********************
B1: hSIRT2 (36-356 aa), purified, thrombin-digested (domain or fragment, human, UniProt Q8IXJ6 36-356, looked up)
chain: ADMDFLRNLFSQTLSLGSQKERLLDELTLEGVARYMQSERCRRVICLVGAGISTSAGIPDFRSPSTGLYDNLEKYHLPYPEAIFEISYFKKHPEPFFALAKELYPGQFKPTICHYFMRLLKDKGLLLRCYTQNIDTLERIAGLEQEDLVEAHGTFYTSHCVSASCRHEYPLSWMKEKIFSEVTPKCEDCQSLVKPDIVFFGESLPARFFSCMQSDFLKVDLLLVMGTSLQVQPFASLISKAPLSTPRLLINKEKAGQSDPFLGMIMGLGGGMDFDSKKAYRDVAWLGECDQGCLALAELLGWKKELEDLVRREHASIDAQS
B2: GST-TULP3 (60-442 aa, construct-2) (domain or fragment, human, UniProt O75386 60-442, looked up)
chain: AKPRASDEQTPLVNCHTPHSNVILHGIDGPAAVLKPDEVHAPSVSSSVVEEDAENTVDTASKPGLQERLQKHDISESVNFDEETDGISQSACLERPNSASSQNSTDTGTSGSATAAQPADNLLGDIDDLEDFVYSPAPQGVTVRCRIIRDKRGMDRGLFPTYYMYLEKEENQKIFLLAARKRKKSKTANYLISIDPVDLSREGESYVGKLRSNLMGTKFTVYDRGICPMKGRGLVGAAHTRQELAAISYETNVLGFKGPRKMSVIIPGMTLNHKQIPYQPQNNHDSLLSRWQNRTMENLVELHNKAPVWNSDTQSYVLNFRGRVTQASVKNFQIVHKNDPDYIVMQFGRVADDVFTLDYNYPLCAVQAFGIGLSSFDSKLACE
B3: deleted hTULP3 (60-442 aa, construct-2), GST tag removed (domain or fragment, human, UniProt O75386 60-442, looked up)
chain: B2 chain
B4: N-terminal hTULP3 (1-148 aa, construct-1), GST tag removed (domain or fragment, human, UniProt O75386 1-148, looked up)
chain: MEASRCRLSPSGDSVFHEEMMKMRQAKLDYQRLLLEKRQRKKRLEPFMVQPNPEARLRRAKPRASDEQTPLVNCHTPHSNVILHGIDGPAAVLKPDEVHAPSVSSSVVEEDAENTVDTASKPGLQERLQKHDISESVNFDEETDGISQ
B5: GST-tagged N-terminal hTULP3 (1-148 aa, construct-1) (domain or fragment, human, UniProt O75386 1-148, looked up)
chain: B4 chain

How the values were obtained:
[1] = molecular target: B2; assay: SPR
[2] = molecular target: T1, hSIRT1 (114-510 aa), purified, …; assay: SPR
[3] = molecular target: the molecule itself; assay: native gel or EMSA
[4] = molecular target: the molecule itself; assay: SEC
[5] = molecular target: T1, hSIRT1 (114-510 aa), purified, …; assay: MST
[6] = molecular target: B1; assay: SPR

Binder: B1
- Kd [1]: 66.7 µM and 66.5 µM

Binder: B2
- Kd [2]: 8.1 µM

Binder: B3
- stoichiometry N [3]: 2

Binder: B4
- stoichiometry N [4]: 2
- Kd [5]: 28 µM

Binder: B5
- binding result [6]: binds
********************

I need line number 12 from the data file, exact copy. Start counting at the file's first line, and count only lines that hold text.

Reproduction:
[1] = molecular target: B2; assay: SPR